Prior to walking through the line, we had a team meeting to clarify expectations: once food was ordered and on a plate, there was no changing of the minds. Everyone executed.  The line was a tad tricky, and we made it through without tears until we sat down and the youngest discovered that french fries had not come with the meatballs he requested. Mama was going to share, but there was no convincing him of anything. Trading plates of meatballs didn’t work. I couldn’t just take the other kids’ food – I’ve learned this the hard way. You just end up with more tears. The other kids were looking at me, waiting as patiently as possible for ketchup while the baby of the family melted into a puddle on the chair. And in my arms.

It was clear there was nothing I could do to save the day. I was powerless until he actually put some food in his belly and overcame the Hangry. I couldn’t leave him to get the ketchup. I couldn’t get him to settle down.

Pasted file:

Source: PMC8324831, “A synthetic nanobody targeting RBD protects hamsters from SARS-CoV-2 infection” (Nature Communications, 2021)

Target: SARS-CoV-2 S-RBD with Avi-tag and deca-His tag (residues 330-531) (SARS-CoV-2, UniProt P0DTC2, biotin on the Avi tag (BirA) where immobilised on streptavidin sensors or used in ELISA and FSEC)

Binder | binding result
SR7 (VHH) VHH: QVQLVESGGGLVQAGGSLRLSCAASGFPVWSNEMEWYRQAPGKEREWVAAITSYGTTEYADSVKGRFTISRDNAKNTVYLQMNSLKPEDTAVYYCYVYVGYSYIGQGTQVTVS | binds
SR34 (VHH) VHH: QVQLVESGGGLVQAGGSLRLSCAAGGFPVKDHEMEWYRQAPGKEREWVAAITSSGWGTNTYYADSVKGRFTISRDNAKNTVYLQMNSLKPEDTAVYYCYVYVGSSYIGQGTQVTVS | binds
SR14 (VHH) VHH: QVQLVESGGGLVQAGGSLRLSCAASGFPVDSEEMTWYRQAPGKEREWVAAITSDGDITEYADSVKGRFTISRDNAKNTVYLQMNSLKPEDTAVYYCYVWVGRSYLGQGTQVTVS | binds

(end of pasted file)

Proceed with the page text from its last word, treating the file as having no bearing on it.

And then, the oldest took a handful of his fries and laid them on his brother’s plate. The other two kids followed suit. They dished off food until the tears stopped. We were finally able to fetch the condiments without nasty looks.

While I had maintained most of my composure during The Episode, I know my Bigs felt the energy of my defeat and frustration. For the rest of the meal, my oldest was beyond helpful, refilling water and ketchup without being asked. He hugged me no less than 4 times.

In the midst of their mama’s powerlessness, my kids stepped up. They realized that to make the best of the situation, they would all have to come together and help one another. This is a lesson they could never learn if I were to continually make the problems go away.

I can preach to them that we belong to one another or tell them to serve and love using more than their words. These will be quotes on a printable until I give them opportunity to put on shoes and take the ideas for a run. Without the chance to do it, they may never know what it feels like to live their values, which we all know is a whole lot different than simply believing something.